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Kislev: I see the Light

‘I’m sorry we broke into the nursery’ read the sign, ‘But we needed to water the plants. With love, the troops.’ Returning after the October 7th massacre and evacuation of Kibbutz Be’eri, the owners of the Kibbutz’s small plant nursery had expected to find a withered tangle of the plants that they had so lovingly tended. Instead, they opened the doors to a blossoming paradise, and a loving letter from their brothers in arms.

At Aroma café in Beit Shemesh, up to 150 volunteers show up daily to prepare sandwiches to be delivered to soldiers throughout the country. Its owner, Yariv Shefa, foots the bill of preparing and distributing 60,000 sandwiches weekly.

Over 100,000 pairs of olive green tzitzit have been donated to soldiers, many of whom are wearing them for the first time ever. The very soldiers who can no longer eat in restaurants without civilians vying for the opportunity to pay for their meals.

Over one hundred million dollars have been raised by Jews around the world to support the army and the people of Israel, and every conceivable item and product has been donated. Millions of people have taken something upon themselves for the merit of our brothers and sisters at war.

And everywhere, everywhere, Jews of all colors and stripes join to sing and dance together, defiant in the face of annihilation.

Amidst the darkness, I see the light.

As a nation, we live in parts; scattered and dispersed throughout the continents. And sometimes, even in our homeland, we are fragmented and split. Our differences shine stronger than our similarities. The chasms between us seem insurmountable. Our voice becomes many voices, raised in dissent. Yet the instant darkness falls, the cracks disappear. Our nation unites and stands stronger than ever. But it took darkness to bring us together. It took darkness to show us our light.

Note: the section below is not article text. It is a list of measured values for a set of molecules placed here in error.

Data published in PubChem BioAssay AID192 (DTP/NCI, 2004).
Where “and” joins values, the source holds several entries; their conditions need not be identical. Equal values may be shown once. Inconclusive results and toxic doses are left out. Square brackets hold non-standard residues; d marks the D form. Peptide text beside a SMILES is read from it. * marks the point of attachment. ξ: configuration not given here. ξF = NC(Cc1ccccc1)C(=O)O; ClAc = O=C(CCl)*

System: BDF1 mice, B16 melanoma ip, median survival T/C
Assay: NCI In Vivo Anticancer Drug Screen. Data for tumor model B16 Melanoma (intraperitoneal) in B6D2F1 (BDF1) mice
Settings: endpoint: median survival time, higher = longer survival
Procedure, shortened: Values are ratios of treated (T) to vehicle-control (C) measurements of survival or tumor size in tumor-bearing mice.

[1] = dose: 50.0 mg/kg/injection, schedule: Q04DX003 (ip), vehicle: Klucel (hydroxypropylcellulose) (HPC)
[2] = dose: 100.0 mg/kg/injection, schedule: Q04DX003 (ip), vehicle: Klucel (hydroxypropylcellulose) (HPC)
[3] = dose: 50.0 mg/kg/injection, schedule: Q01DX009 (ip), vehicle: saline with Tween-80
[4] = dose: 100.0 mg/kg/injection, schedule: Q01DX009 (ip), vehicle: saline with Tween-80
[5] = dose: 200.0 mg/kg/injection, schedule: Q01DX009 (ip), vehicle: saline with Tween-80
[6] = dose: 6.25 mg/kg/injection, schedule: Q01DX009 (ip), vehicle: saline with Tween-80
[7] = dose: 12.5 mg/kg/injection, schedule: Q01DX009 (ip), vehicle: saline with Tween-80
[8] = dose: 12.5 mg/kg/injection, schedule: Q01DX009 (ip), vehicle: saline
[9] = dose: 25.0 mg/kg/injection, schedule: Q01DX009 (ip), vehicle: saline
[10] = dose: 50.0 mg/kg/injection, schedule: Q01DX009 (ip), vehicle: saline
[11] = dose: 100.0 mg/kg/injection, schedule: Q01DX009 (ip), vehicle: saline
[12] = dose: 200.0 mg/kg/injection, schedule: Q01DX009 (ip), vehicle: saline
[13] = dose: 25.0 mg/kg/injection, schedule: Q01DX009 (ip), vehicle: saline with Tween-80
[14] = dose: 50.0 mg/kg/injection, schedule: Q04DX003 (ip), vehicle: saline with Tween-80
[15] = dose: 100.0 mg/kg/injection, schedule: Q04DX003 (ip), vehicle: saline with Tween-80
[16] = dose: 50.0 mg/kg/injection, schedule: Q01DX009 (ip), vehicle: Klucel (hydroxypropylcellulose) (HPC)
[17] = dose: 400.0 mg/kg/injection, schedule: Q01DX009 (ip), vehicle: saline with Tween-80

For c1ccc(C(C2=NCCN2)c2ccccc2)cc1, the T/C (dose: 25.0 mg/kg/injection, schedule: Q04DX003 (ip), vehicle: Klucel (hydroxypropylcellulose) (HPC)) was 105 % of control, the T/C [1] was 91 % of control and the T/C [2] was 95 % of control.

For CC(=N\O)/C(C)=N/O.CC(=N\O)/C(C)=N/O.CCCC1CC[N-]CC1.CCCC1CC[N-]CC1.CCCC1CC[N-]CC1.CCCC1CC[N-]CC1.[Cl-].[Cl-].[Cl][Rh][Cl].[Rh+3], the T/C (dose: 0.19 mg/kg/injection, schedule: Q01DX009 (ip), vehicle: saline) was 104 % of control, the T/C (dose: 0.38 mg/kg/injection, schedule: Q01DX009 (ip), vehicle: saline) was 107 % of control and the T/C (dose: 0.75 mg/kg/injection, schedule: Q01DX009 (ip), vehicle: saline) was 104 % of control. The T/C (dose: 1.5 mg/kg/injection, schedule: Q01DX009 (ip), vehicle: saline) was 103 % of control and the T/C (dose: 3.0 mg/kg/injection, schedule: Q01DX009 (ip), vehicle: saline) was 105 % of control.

The Greeks too, tried to destroy our light. They tried to force us to disband, to relinquish our Jewish identity and our nation, to make us fade into the melting pot of their ideology. But on Chanuka, the Maccabees waged war for this very light, for the flickering flame of our souls, for the fire that is the heartbeat of the Jewish nation. They fought for it until they reached the temple, where they embarked on a quest to light up the world with the Menorah there. And from amidst the ruins and devastation, they found one tiny bottle of sealed, pure olive oil and they lit that light. And their light sprung forth once again, a light so loved by G-d that light for one day became light for eight days.

And now, centuries later, the forces of darkness arise once again to eliminate our light. But despite that, in the coldness of the exile, in the face of those who look to destroy us, we light the lights of the menorah in our own homes. And we place them in the windows of our houses, facing outwards into the dark. Inside our homes, there is already light. Inside our homes, we are not even permitted to use the lights of the menorah for ourselves. Instead, we place them where they can shine out into the darkness, so that we can share our light with those who have none. Just like our nation always has done and just like we always will do.

When night has not yet fallen, the moon cannot shine. Indeed, it is when the darkness descends that the light grows strong. It’s nighttime now, and darkness walks. And therefore, now is when we can choose to hold forth our light, to send out a beacon of hope for all those who despair. Proudly, defiantly, in the windows of our homes, we will place our menorah, and every night we will light one more light. And from the millions of flickering lights reflected from windows across the world, we will create a fiery glow which will light up the darkness which surrounds us.


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